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Spain awaits Moody's cut
Spain formally requested European aid for its indebted banks on Monday but the lack of details rekindled investor doubts over the financial sector, hours before Moody's was expected to cut the ratings of all Spanish lenders.
Two financial sources told Reuters the Moody's downgrade, which follows a June 13 downgrade of Spain's sovereign rating by 3 notches, was likely to happen on Monday night.
In a letter to Eurogroup Chairman Jean-Claude Juncker sent early on Monday, Spanish Economy Minister Luis de Guindos said he wanted to take up the EU offer of up to €100 billion and hoped to finalise the package by July 9.
He did not specify how much money Spain will seek to recapitalize the indebted lenders and said the final amount and conditions of the assistance were still under discussion.
Spanish banking stocks fell 2.6% in afternoon trade slightly underperforming the blue-chips index IBEX, which was off 2.5%. And Spain's country risk, as measured by the spread between German and Spanish benchmark bonds, rose to 504 basis points.
De Guindos said an independent audit of the banking sector released last Thursday would be used as a starting point to determine the capital needs, to which an additional security buffer will be added.
The audit showed Spanish banks, badly hit by a property crash 4 years ago, need up to €62 billion euros to weather a severe economic downturn.
Analysts say the euro zone's 4th largest economy, which has become the focus of the debt crisis, will struggle to get out of recession unless the banking problems are solved.
According to financial and government sources, 4 nationalized banks - Bankia, CatalunyaCaixa, NovaGalicia and Banco de Valencia - will get the bulk of the aid. These banks could need a cash injection of around €40 billion as soon as July, the sources said.
The bailout mechanism - European Stability Mechanism or European Financial Stability facility - which will be used to raise the money will be chosen at a later stage.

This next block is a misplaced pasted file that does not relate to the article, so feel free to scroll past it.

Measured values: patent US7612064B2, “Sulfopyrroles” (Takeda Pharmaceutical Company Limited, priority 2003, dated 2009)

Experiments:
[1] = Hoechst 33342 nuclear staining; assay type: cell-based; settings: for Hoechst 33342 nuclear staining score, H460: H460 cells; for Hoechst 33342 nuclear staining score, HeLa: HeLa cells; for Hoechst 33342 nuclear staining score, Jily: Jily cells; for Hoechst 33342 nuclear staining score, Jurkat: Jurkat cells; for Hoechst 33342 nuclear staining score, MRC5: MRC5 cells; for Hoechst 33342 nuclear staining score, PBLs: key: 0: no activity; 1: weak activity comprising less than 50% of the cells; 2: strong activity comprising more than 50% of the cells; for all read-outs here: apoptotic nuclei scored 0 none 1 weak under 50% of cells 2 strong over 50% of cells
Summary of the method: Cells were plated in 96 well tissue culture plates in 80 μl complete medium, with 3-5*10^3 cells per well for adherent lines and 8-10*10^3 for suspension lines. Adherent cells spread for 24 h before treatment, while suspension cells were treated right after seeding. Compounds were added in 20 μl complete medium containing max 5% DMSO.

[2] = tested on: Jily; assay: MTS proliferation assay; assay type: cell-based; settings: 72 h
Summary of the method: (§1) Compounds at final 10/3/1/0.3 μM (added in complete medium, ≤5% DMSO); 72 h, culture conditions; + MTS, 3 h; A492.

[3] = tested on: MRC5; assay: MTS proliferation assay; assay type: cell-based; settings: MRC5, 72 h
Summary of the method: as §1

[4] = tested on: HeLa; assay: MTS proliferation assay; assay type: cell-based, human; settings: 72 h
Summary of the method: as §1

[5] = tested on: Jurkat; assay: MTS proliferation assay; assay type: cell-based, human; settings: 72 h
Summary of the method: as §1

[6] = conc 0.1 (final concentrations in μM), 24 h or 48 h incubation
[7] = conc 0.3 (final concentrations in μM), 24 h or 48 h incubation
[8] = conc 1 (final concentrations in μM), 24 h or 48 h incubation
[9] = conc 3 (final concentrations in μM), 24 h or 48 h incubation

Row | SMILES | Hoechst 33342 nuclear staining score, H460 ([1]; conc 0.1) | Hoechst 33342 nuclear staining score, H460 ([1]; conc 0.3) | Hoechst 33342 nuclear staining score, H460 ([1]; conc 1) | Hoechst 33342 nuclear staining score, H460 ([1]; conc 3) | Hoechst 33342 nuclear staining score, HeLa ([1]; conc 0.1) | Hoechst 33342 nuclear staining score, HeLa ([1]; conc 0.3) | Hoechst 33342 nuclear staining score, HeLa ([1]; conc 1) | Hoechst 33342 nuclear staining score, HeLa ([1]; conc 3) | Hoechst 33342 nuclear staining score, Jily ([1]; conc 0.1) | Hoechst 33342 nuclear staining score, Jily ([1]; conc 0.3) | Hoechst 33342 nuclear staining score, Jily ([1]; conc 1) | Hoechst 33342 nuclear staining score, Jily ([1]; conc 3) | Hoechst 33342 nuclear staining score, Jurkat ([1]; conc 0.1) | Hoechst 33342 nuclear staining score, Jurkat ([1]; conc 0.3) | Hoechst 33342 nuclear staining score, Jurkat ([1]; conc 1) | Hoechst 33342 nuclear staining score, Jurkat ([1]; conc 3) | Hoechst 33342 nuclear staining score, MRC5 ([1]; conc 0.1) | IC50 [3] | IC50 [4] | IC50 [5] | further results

This question is important because the ESM has a preferred debtor status which would push private bondholders down the queue for repayment of their investments.
NO LOSSES FOR BONDHOLDERS
Luxembourg's PM, Jean-Claude Juncker, who chairs monthly meetings of euro zone finance ministers, said he had received the request and would give an answer "in due course".
"We expect to give a mandate to the Commission, in liaison with the ECB and the EBA, to negotiate the necessary policy conditionality for the financial sector, including restructuring plans in accordance with EU state aid rules, which shall accompany the financial assistance," he said in a statement.
The European Commission usually requires banks which receive aid to sell assets, close branches and restructure.
This would however not involve imposing losses on banks' bondholders, something De Guindos ruled out on Friday.
Secretary of State for Economy Fernando Jimenez Latorre said on Monday the aid should reach the banks within three or four months and that transitory liquidity mechanisms would be used for the entities which require a lifeline earlier.
"In the next weeks, we will clear doubts about the seniority of the European aid, the conditions for the credits, the maturity, if it will affect the deficit," he said.
He added that the possibility of channeling the European aid directly to the banks was still an option. The request letter however said Spain's bank restructuring fund, known as the FROB, would receive the money and distribute it to the lenders.
DIRECT AID ?
Documents released on Friday after the independent audit showed Spain will carry out yet another stress test of its banks by October with a focus on seven lenders that might not need aid right away but could still be vulnerable.
Doing the extra test gives Spain at least two more months to negotiate for direct recapitalisation of the banks. The government wants to avoid taking on the aid itself and then channeling it to the banks, which would affect the public debt, potentially ramping up borrowing costs and dragging it further into the debt crisis.
Foreign Minister Jose Manuel Garcia-Margallo said on Monday that Spain would insist in having long maturities and low interest rates on the loans. He also said direct European aid for the banks was still an option.
"The question of whether the aid is given directly to the banks remains open. This question was discussed in Rome between the 4 European leaders and no solution has been found yet," he said in Luxembourg, on the sidelines of a meeting of European Union foreign ministers.
Spain has escaped conditionality for its economic policy in return for the financial assistance but it will be placed under increased scrutiny from its EU partners.
"The way Spain complies with any and all of its commitments will be looked at with more attention than for a country which has not sought financial assistance," said EU competition chief Joaquin Almunia on Monday.
Almunia will be in charge of supervising the restructuring of the banking sector and maintaining a level playing field with other lenders in Europe which did not receive state aid.
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